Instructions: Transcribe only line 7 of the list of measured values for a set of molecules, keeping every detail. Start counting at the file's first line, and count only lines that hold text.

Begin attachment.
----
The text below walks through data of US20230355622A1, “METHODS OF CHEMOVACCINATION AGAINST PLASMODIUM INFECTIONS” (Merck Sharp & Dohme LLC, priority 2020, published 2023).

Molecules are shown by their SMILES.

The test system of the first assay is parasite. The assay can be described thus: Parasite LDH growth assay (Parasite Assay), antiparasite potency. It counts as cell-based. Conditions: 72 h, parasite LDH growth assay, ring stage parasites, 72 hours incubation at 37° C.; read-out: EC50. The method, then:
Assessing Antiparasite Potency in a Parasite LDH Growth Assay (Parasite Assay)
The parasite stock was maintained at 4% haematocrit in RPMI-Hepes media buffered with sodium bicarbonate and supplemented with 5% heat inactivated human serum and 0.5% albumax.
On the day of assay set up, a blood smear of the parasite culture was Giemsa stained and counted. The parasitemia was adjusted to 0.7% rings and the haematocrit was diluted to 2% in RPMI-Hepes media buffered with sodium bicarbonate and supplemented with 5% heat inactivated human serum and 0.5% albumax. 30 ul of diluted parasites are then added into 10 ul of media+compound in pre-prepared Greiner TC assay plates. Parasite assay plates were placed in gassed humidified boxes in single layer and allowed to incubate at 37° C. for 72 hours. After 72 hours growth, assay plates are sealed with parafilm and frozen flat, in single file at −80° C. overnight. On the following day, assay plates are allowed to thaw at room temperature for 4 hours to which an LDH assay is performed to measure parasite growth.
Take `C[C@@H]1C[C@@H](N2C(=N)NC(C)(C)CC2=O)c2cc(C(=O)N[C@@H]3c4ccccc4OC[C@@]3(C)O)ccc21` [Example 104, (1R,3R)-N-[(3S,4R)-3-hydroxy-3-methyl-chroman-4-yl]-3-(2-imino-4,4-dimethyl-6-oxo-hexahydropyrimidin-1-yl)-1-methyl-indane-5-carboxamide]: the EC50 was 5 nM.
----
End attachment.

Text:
Take `C[C@@H]1C[C@@H](N2C(=N)NC(C)(C)CC2=O)c2cc(C(=O)N[C@@H]3c4ccccc4OC[C@@]3(C)O)ccc21` [Example 104, (1R,3R)-N-[(3S,4R)-3-hydroxy-3-methyl-chroman-4-yl]-3-(2-imino-4,4-dimethyl-6-oxo-hexahydropyrimidin-1-yl)-1-methyl-indane-5-carboxamide]: the EC50 was 5 nM.